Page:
Baking pies is considered to be a holiday tradition by many. No matter what you’re celebrating, it’s going to be nice to have a delicious pie that you can eat with your family.
Many of the tastiest pies call for a nice meringue topping. Making meringue might seem a bit tricky at first for beginners, though.
It’s easy to make little mistakes that will make the meringue turn out somewhat wrong. For example, you might notice that it’s weeping on top of the pie.
Why would the meringue weep this way? Read on to learn about the most likely causes.
What Is Weeping Meringue?
To ensure that there is no confusion, it’s important to understand what the term “weeping meringue” is referring to. When the meringue is weeping, that means that there is a moisture layer present between the meringue and the rest of the pie.
Essentially, you’ll notice that the pie will be a bit watery because of the weeping that is happening. This is an unfortunate thing to have happen to your pie.
This happens after you chill the pie, and it’s something that can make you a bit upset. You go to all of that effort to make it and then find out that the meringue is weeping.
It isn’t necessary to throw the pie out because it’ll probably still taste fine. The pie just won’t be perfect, and it’d be better if it didn’t have that watery element that is holding it back.
Now that you understand what weeping meringue is, it’s time to learn why this occurs. Later, you’ll get important tips about how to keep it from happening again.
What Causes Meringue Pies to Weep?
Weeping meringue is a problem that occurs due to undercooking or overcooking a pie. It’s very likely that you simply made a mistake by cooking the pie too much or too little.
When you cook meringue too much, it causes sugary moisture drops to appear. So long as you follow the recipe’s recommendations, you’ll likely be able to avoid cooking the meringue too much.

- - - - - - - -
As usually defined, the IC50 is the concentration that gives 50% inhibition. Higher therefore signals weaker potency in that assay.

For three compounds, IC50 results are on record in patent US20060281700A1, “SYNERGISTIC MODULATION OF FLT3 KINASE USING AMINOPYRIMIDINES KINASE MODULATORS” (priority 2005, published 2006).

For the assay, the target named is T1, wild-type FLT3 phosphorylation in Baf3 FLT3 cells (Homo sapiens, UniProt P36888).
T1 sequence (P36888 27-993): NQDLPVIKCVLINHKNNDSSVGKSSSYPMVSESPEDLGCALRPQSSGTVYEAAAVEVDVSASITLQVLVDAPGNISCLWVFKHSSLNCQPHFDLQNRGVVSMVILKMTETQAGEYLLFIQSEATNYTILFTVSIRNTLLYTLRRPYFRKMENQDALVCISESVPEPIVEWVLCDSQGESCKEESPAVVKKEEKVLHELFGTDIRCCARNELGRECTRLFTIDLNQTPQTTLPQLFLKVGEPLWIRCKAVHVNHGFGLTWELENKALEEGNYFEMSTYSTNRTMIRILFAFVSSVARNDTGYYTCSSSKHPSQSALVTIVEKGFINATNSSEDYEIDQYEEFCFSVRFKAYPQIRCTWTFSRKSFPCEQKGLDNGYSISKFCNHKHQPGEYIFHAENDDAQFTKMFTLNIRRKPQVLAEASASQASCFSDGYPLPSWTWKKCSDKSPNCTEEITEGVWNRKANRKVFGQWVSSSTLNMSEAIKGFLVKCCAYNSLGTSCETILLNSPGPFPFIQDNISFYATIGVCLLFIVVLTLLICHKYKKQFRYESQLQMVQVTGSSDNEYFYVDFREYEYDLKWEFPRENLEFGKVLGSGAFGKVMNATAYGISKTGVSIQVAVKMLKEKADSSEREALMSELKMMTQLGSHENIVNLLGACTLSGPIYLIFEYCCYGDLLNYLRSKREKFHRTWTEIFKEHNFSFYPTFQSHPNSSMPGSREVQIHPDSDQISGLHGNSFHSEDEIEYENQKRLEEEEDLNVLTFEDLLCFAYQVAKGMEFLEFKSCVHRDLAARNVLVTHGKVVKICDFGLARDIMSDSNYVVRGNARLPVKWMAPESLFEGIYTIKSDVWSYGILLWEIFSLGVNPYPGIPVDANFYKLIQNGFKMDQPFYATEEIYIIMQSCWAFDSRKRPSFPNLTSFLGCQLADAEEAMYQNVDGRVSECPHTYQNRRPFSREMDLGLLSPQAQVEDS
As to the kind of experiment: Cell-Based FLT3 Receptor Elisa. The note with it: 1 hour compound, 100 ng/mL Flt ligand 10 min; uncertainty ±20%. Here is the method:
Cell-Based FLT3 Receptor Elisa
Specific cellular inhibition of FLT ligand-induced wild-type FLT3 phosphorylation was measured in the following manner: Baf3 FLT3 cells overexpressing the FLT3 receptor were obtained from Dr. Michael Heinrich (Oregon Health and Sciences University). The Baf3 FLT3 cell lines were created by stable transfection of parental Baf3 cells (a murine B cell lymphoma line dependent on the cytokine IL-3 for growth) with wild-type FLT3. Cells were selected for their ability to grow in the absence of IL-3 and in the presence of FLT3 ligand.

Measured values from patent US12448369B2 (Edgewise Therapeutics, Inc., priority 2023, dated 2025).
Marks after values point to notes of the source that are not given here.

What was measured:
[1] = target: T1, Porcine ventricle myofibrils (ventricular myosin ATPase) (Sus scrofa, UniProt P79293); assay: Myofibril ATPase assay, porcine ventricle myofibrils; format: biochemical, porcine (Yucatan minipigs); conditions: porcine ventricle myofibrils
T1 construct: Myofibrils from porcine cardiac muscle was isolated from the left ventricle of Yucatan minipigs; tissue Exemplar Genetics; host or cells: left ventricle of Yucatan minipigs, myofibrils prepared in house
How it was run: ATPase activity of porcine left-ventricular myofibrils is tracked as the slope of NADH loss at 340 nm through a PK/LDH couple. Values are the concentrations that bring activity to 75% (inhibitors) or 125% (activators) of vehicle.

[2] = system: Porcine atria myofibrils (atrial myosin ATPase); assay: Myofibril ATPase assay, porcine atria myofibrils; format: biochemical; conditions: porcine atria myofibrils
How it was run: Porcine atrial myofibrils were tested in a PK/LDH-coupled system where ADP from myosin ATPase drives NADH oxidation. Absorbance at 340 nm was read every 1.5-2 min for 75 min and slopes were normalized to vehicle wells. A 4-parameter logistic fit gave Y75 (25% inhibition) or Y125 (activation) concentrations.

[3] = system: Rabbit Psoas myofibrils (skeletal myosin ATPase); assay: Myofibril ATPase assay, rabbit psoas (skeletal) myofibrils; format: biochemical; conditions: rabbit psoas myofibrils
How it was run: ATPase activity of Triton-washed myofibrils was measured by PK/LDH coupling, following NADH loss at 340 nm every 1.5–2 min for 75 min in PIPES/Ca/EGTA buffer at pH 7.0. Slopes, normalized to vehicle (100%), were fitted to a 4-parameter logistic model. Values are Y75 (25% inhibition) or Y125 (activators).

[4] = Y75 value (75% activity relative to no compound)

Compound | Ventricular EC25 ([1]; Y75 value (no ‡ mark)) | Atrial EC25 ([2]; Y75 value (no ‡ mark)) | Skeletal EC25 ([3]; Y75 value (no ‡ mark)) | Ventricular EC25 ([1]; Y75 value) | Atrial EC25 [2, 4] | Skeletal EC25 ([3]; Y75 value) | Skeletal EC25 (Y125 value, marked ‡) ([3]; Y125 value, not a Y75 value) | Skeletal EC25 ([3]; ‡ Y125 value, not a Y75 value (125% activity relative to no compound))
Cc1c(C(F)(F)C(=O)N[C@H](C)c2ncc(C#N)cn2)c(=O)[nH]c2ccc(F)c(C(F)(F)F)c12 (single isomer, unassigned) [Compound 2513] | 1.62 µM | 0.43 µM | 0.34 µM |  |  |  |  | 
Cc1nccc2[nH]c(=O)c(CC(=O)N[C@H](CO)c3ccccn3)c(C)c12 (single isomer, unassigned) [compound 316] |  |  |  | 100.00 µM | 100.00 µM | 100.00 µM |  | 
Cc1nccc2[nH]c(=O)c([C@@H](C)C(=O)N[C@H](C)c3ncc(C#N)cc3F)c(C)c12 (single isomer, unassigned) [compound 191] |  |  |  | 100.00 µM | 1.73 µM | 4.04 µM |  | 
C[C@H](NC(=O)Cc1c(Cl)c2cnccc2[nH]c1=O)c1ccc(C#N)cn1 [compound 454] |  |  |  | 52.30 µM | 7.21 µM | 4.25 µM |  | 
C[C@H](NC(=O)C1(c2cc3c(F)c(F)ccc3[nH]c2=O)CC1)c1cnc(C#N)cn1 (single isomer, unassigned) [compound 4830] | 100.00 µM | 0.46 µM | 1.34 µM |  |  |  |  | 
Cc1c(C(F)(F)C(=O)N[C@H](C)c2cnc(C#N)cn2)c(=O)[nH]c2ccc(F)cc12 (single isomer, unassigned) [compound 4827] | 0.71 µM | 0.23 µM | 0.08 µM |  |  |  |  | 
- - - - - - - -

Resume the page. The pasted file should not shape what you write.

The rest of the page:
Always remember to use a timer and don’t stray too far from the oven when you’re waiting on the meringue to finish baking. So long as you’re on top of things, you’ll likely be just fine.
Undercooking is actually a more common cause of weeping meringue. It’s also dangerous to undercook things that contain eggs due to the risk of salmonella exposure.
Ideally, you should put your meringue on top of hot filling so that it can begin cooking right away. This makes it less likely that you’ll undercook the meringue.
When the pie is done baking, you want to store it properly. Take the time to cover the pie and then chill it so that it will look gorgeous and taste great.
If you do everything right, you shouldn’t have to deal with weeping meringue issues. Sometimes mistakes do happen, but you can do your best to try to prevent this from occurring.
Advice for Keeping Meringue From Weeping
Keeping the meringue from weeping will be easier if you approach the process in particular ways. You want to try to avoid unwanted moisture, and this involves being careful with how you prepare it.
When you’re beating the mixture to form the meringue, you want to try to stabilize the liquid by binding it to the egg whites and thickened cornstarch. Doing this correctly will prevent the liquid from seeping out.
You also want to ensure that you cook the filling on the top of the stove for a full two minutes. This gives the cornstarch the chance to thicken properly, and it should make it less likely that leaking will occur.
Spread the meringue out on the filling when it’s hot. When you do this, it heats up the underside of the meringue while it’s cooking on the top in the oven.
This combination will keep the meringue from turning out watery. You shouldn’t have to deal with runny liquid if you’re following this advice.
Another odd thing to keep in mind is that the humidity levels in your home can have an impact on the meringue. You might not think about things such as this under normal circumstances, but it could be an issue that will cause the meringue to weep.
If you’re living in a particularly humid part of the world, the high humidity could make it more likely that you’ll have to deal with weeping. This is why it’s recommended to only make meringue pies on days when it isn’t going to be so humid.